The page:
I can’t tell you how many times over the years people have suggested the Fringe star for LH. We’ve got a fairly rabid bunch of sci-fi fans as readers. And finally, here she is.
Tag Archives: guns
When you mention a 120mm gun today, virtually everyone thinks of the main gun of the M1 Abrams family of tanks. And rightly so. It’s an impressive weapon. But did you know that from the mid-1940s to the early 1950s there were more than a few 120mm guns guarding the US?
The US Army began World War II with the M3 3” gun as its primary heavy antiaircraft gun. The M3 was itself a slightly improved version of the M1918 fielded for World War II, and was clearly facing obsolescence. It lacked the ability to reach the high altitudes routinely used by enemy bombers, and didn’t throw a very powerful shell.
Soon the excellent M1 90mm anti-aircraft gun replaced it.
But as good as the M1 90mm gun was, it still lacked the range and altitude needed. Toward the end of the war, the Army finally fielded the massive M1 120mm heavy anti-aircraft gun. While a few batteries were sent to the Pacific before the war ended, it doesn’t appear any actually engaged Japanese aircraft.
The beginning of the Cold War raised the spectre of Soviet bombers laying waste to American cities with nuclear weapons. Accordingly, a very high priority was given to air defense of the continental US. The Air Force fielded many squadrons of fighters. And pending the development of guided missiles, the Army placed batteries of 90mm and 12omm guns to protect our cities.
A typical 120mm battery had four guns. The guns were automatically directed by the M10 director system, which in turn used information from the SCR-584 radar, or a similar gun laying radar and the M4 gun computer.
Batteries also protected sensitive sites such as the Panama Canal.
By the mid-1950s, the M1’s ability to destroy high speed bomber targets was marginal. As rapidly as possible, gun batteries were replaced by Nike Ajax guided missile batteries. Today, the M1 is but a faint memory.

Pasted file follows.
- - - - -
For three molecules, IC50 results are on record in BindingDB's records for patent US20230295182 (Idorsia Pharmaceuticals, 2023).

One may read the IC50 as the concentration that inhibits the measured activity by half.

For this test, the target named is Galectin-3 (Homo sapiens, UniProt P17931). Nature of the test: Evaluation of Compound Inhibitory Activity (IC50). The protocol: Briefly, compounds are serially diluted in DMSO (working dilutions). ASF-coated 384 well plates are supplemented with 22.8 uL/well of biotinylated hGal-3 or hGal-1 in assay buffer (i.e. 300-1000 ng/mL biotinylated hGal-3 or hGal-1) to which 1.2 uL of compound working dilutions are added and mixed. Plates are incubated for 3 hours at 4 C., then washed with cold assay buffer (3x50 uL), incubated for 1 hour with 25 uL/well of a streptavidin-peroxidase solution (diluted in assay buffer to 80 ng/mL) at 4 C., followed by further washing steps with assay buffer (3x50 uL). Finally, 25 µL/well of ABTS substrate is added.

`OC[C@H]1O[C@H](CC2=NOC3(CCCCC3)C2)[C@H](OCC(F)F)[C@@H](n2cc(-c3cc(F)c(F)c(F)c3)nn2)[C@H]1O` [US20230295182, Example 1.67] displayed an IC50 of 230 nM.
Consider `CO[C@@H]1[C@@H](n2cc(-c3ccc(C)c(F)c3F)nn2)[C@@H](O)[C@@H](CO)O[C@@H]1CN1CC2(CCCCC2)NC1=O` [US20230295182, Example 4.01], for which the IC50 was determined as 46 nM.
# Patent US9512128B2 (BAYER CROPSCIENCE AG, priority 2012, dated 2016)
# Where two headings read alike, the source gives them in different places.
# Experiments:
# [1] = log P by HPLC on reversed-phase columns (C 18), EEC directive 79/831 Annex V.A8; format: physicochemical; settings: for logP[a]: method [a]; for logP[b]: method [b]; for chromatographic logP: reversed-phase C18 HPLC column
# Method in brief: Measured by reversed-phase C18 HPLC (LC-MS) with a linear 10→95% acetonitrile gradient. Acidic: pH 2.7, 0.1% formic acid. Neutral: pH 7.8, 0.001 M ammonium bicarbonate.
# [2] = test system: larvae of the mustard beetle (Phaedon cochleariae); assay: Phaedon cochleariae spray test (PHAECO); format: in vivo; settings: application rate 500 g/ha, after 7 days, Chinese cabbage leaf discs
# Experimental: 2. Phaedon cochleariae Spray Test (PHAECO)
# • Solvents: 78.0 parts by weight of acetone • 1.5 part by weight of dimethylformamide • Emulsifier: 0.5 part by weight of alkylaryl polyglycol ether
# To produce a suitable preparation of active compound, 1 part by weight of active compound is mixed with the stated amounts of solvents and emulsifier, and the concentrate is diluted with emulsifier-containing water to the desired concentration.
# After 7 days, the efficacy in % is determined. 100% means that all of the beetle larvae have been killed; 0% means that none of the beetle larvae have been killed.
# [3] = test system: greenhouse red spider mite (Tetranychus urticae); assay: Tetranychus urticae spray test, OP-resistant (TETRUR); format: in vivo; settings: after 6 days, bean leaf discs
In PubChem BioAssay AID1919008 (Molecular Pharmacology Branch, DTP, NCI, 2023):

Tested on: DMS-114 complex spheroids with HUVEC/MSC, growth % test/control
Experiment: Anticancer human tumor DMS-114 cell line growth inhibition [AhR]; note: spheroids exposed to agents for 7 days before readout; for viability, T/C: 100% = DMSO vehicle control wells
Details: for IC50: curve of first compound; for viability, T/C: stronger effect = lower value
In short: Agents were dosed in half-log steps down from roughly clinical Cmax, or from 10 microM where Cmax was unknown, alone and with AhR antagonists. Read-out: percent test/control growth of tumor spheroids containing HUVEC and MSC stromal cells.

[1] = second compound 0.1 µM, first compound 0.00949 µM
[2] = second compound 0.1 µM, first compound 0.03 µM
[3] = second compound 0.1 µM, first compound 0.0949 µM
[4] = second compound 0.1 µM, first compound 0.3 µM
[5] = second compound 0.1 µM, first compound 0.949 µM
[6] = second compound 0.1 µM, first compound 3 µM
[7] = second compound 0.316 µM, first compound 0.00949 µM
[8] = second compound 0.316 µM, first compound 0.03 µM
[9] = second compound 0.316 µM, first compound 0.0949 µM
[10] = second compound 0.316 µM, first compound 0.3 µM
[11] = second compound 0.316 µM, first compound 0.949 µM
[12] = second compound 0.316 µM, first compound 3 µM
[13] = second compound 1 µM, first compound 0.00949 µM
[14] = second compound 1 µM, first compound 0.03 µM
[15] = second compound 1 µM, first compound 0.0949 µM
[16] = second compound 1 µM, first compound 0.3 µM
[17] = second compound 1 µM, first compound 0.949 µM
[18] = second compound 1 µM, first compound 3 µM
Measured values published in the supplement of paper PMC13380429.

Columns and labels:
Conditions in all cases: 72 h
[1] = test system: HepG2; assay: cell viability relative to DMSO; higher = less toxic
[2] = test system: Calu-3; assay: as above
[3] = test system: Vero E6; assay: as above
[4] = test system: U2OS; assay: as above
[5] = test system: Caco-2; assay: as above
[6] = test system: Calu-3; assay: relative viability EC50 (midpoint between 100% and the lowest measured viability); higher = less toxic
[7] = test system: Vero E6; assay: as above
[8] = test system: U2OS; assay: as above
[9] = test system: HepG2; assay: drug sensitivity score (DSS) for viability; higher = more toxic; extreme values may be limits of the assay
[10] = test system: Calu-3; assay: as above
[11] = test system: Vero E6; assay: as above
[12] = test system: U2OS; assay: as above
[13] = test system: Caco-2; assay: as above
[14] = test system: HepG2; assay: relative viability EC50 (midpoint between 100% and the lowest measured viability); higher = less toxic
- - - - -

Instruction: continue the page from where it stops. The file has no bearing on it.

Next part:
We try not to duplicate entries on Load HEAT, but there are only so many ladies out there, and further, this lady was in the news recently. Radical feminists hate when any woman is beautiful. Unless they’re being crude. @drawandstrike noted this double standard between the adulation Beyonce received and the scorn they heaped upon Sofia Vergara.
Roamy gently reminded me I never got around to featuring this tasty morsel.
I don’t feel like writing today.
The US Navy in the early 1990s was greatly concerned with small boat swarming attacks on US surface ships, and looked at ways to counter them. A couple of different weapons were used. First, ships in areas likely to face such swarm attacks (that is, in the Persian Gulf) were quickly equipped with .50cal machine gun mounts. But the .50cal is not terribly accurate, nor particularly lethal.
A more advanced approach was to modify the 20mm Phalanx Close In Weapon System giving it the capability to engage not just missiles, but also surface targets.
A third option was to bolt on mounts of automatic cannons. In the end, that’s what happened, with the 25mm M242 Bushmaster cannon on the Mk38 mount.
Mk38 Mod 1 Mount for M242 25mm gun.
For years, the mounts were swapped in and out as ships entered and departed the 5th Fleet Area of Operations. Originally little more than a pedestal mount, todays Mk38Mod2 mount is a remotely operated, stabilized mount with day and night capability.
Mk38 Mod 2 Mount
Part of the decision making process (but only part) of what gun to mount included studies of the terminal effects of the various cannon rounds and ammunitions available. And that’s were this video comes in.
Damn shame to see the MkIII PB getting shot up. It would have been nice to see that up for surplus sale.